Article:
• BLOG
  • Biking In Zermatt

    Tiina Kivelä

    Biking (MTB) in Zermatt. Such wow.

    Although I still haven’t done any biking in Zermatt, I do think it’s a good idea of tell you about it. Because even though I didn’t have my bike with me last weekend in Zermatt, I did see many super happy looking bikers and awesome trails for biking (and many awesome bikes – the fever is high). And I simply came came to the conclusion that Zermatt truly lives to its reputation when it comes to MTB. The scenery and wild landscape – hello Matterhorn – makes a good base, on which more than ok infra, planning and car free village make it eventually a kind of a bikers paradise. Even for my kind of wannabe/beginner (not long though!).

    What’s really interesting in Zermatt is that almost all the roads and trails are open for both bikers and hikers. And on top of that, the village is car free, which makes it a good break for the daily urban bike commuters fighters too.

    In Zermatt, there are flowtrails and other paths only for biking and trails prohibited from bikers, but generally the rule goes that mtb riders are allowed to ride on all roads, unless a prohibition sign forbids it. Though this means – of course – that the highest level of consideration and peaceful playing is required on the paths in and around Zermatt, Täsch and Randa (=nearby villages).  Haters will hate but also, I only met considerate and friendly bikers on the paths and as a kind of multisport hustler myself I think we all fit on the same trails more than fine and destinations and trails can serve various modes of use at the same time.

    So go. It’s also the best season now. But please, really, be nice, make space and keep an eye for others. Both for people and animals.

    Biking in Zermatt – How And Where Exactly

    As I didn’t have the bike I don’t have many detailed tips for biking in Zermatt yet, sorry. But I saw and confirmed with the help of the ones who know better that the Gornergrat side and trails around Schwarzee / Schönbielhütte direction are more than nice. And if taking the Matterhorn direction from Zermatt village center, you can even have lunch or beer in the adorable (more than fine for badass bikers too) village of Zmutt on your way back.

    More information of biking in and around Zermatt in i.e. Supertrail guide in here – and hopefully by me once I get back there with a bike.  Oh and the weather this weekend, when I was free, was kind moody. Therefore, a bit grainy and moody pics. But you should get the point, I hope.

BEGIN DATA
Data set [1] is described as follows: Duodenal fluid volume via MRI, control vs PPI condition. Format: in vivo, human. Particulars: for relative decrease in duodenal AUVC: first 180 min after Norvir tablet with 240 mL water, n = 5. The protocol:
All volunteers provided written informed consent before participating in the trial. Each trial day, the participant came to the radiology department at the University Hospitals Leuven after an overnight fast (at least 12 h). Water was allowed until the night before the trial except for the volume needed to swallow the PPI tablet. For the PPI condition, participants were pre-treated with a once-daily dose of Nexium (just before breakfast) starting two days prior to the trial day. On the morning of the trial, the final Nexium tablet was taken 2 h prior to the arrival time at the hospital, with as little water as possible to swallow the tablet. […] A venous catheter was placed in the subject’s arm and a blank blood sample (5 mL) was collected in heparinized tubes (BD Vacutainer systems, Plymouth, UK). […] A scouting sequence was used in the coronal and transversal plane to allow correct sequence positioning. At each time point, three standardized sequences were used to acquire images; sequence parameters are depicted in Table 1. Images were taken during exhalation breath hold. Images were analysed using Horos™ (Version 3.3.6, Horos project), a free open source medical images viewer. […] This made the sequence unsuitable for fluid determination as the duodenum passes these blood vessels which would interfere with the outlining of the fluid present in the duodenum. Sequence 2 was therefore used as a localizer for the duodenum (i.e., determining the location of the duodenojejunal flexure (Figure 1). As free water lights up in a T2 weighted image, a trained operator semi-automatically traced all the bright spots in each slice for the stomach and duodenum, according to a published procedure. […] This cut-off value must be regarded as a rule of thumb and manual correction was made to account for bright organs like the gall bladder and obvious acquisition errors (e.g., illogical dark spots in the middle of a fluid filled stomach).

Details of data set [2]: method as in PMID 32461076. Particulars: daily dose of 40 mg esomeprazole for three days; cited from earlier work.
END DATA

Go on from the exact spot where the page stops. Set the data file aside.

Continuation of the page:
Ps. (Guidelines for mountain biking in and around Zermatt, pdf)

    Tiina Kivelä

    Tiina Kivelä


    Where: Zermatt

    How: Take the train to Zermatt (bike comes well along with the SBB bike day pass). Book your sleep in any of the hotels, cabins, huts or maybe try the same hostel where I stayed (Zermatt Youth Hostel) in Zermatt.

    Then, get a day or two’s pass for the lifts and trains in the area, and just enjoy. 

    When: Autumn.

     

  • BLOG
  • Zermatt

    Tiina Kivelä

     

    Went to Zermatt for a long weekend. And loved it, despite the moody weather and mainly work. Or maybe loved exactly for that – no crowds on trails and refreshingly different work than normally.

    More pics and stories coming later, now just quick <3 to Zermatt and its trails.

    Tiina Kivelä

     

    Tiina Kivelä

     

    Tiina Kivelä

    Tiina Kivelä

    Where: Zermatt

  • BLOG
  • Pyhä

    Tiina Kivelä

    Monday morning well spent.

    I used to live and work in here briefly, in the Pyhä Ski Resort and Pyhä Luosto National Park in Northern Finland, above the Arctic Circle. Back then (I sound so old – not really sooo back then, just a few years ago) on these trails, and in a matter of fact on all the trails in this and other national parks in Finnish Lapland, mountain biking was prohibited.

    Back then, this was just a sleepy hiking and trail running paradise in summer, and skiing (alpine and Nordic) paradise in winter. This was also the place I and many more learned to really ski and where we, the kids from the neighboring towns, spent almost every winter weekend.

    Later some made it to the Olympics, some bumming to the Alps.

    Nowadays the place’s still all that but also a mountain biking paradise, both in summer and winter. This thanks to last year when, after many years of talking and lobbying, many trails in the national parks and near them were opened and even built from scratch for the two-wheeled ones, with the help of the modified park rules and the growing trend.

    In winter on snow and in summer in the most rocky parts – kind of which you find plenty of here –  the trails are best with a fatbike. A normal one is also more than fine in summer, but remember to keep a well-equipped maintenance kit with you (and good protection on) then.

    The quartzite doesn’t have much mercy.

    This time I was just trail running the appr. 12km path through this tunturiaapa marshland to the Isokuru gorge and past Karhunjuomalampi day hut back to the ski resort, and snapping few pics of these silvery pine woods, my rare favourites of the dead things in nature, and of the hill chain (tunturiketju, as we call these in Finnish) which continues north from Pyhä to Luosto ski resort and village.

    Things haven’t changed much since I left and this is always a good place to come back for a visit, as one of the few places in Lapland with the authentic original Lapland spirit left, with grey log cabin, one small hotel (which would need a renovation though) and many stories and legends to read and hear when in town.

    For starters, ask for the story of Huttu-Ukko, or of the hill on the left in the pics – Noitatuntunturi, Witchhill.

    Tiina Kivelä


    Where: Pyhä Ski Resort / Pyhä-Luosto National Park, Lapland, Finland.

    mtb trailmap